An amino acid profile of fresh African mango seeds indicated the presence of 18 amino acids.Ekpe 2007 Although phenotypic variations exist, physiochemical analysis documented that the seeds contain 3% moisture, 8% crude protein, 66% crude fat, 2% mineral ash, 10% crude fiber, and 11% carbohydrates. The oil content of the seed provided evidence for its use in industry, and the fiber content may provide bulk, improving bowel function.Matos 2009, Oboh 2004, Onimawo 2003 Analysis of the pulp documented 80% moisture, 1% crude protein, 1% crude fat, 1% mineral ash, 0.5% crude fiber, and 11% carbohydrate.Matos 2009, Onimawo 2003, Onyeike 2002 The high moisture content of the edible pulp provides evidence for its use in the production of juice, while the low ash content indicates a low mineral content.Matos 2009, Oboh 2004, Onimawo 2003

The seeds are a good source of nutrients, containing vitamins and minerals such as calcium, magnesium, potassium, sodium, phosphorus, and iron.Oboh 2004, Onyeike 2002 The pulp is also an excellent source of calcium (262 mg per 100 g) and vitamin C (66.7 mg per 100 mL).Onimawo 2003

Aroma extract dilution analysis revealed 32 odor active volatile compounds that contribute to the overall nutty aroma of roasted seeds or kernels.Tairu 2000 Myristic, lauric, and palmitic acids compose nearly 95% of the total fatty acids in African mango seeds.Matos 2009 Margarine-based African mango oil may provide an alternative to trans-fatty acids obtained during hydrogenation used in oil technological applications.Matos 2009 Studies also evaluate the most efficient methods for dika nut cracking and whole kernel recovery.Ogunsina 2008, Ogunsina 2008

Dika fat may serve a role in pharmaceutical drug-release systems. Dika fat out-performed magnesium sterate, stearic acid, and hydrogenated vegetable oil when tested in tablet equipment and imparted no adverse effect on the creation and integrity of hydrochlorothiazide tablets.Onyechi 1990 Microencapsulation of aspirin with dika fat offered better protection against hydrolysis when compared with bee and carnauba wax.Udeala 1986, Udeala 1980 At 5% and 10% weight/weight wax concentrations, dika wax and paraffin wax were comparable in ability to delay drug release from microcapsules.Chukwu 1991 Dika fat has also been evaluated as a film coating for drug release in polymeric systems.Okore 2000 Suppositories containing dika fat blends satisfied pharmaceutical requirements of drug release and stability.Megwa 1987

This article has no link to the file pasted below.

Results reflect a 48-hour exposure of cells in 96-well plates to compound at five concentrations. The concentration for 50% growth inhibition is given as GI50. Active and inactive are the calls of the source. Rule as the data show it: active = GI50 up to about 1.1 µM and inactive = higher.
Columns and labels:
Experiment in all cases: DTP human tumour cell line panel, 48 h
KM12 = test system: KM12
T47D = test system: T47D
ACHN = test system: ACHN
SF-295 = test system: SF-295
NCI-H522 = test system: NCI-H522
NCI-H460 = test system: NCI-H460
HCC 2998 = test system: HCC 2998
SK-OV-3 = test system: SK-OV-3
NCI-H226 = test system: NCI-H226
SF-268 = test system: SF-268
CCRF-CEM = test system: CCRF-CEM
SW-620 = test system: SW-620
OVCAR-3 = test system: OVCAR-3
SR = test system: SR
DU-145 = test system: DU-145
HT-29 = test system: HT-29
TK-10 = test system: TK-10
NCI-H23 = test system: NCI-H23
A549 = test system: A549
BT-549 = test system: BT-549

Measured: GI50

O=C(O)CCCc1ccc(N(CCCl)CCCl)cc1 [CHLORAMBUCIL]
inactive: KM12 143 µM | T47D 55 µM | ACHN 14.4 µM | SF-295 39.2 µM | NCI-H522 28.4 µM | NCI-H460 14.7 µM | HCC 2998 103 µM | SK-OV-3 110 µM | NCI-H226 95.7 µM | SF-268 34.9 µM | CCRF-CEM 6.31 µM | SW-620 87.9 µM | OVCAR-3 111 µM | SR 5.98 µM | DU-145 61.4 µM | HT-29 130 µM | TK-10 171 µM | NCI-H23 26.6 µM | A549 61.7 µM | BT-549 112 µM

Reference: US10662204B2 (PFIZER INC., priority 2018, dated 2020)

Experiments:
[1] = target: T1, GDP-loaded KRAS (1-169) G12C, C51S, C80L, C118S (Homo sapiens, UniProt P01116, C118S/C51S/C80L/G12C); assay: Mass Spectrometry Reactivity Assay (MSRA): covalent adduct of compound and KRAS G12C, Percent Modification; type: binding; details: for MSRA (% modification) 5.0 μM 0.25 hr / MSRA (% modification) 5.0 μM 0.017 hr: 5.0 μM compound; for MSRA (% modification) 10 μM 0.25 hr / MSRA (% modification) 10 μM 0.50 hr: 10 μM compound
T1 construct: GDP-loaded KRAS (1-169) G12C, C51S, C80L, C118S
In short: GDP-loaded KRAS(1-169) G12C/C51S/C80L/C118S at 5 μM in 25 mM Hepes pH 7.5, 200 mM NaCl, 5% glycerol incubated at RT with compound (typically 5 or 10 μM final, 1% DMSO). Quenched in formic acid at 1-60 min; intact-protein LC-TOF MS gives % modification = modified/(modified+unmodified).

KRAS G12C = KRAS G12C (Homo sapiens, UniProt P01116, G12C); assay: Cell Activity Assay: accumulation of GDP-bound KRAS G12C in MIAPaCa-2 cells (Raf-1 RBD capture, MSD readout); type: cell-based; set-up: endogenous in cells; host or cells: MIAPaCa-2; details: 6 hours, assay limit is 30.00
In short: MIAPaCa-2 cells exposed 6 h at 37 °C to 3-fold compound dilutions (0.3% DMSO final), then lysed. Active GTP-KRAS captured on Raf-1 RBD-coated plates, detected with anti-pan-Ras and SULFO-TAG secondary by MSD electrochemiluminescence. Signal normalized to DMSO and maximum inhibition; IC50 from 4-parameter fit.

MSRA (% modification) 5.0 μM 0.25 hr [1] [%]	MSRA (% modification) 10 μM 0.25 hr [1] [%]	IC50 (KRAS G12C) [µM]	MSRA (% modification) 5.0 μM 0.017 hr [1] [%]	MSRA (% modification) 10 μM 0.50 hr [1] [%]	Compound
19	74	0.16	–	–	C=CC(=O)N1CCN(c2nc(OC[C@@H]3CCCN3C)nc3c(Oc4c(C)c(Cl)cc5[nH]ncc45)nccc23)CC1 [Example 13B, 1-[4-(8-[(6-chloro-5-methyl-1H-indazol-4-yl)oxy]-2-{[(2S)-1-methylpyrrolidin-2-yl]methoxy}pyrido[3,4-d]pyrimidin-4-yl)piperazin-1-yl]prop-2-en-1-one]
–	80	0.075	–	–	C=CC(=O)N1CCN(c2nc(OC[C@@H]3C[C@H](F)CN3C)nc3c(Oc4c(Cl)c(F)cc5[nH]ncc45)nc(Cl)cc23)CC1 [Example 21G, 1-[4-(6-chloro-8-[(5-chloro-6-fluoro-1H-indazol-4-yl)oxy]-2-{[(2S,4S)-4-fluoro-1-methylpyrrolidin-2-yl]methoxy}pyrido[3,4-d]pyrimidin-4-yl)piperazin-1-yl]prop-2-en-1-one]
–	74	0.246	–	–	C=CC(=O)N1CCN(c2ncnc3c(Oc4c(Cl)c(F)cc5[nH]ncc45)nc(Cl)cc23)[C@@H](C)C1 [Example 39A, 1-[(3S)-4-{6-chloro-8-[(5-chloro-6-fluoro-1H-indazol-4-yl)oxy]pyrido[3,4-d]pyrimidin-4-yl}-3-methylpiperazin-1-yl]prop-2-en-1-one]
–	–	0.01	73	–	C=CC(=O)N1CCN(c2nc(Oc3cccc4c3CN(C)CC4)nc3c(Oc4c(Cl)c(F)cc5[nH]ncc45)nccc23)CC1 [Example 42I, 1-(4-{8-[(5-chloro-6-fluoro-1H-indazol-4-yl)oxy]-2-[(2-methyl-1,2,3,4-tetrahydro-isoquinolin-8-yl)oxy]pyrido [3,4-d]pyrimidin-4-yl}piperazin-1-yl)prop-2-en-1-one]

Studies document that mucilage extracted from African mango seeds performed better than acacia and tragacanth in emulsion and suspension formulations.Isimi 2000 Dika nut mucilage may improve tablet strength and drug-release properties in tablet formulations.Odeku 2005

Uses and Pharmacology

Research on African mango revealed beneficial effects on diabetes and obesity as well as antimicrobial, antioxidant, and GI activity.

Analgesic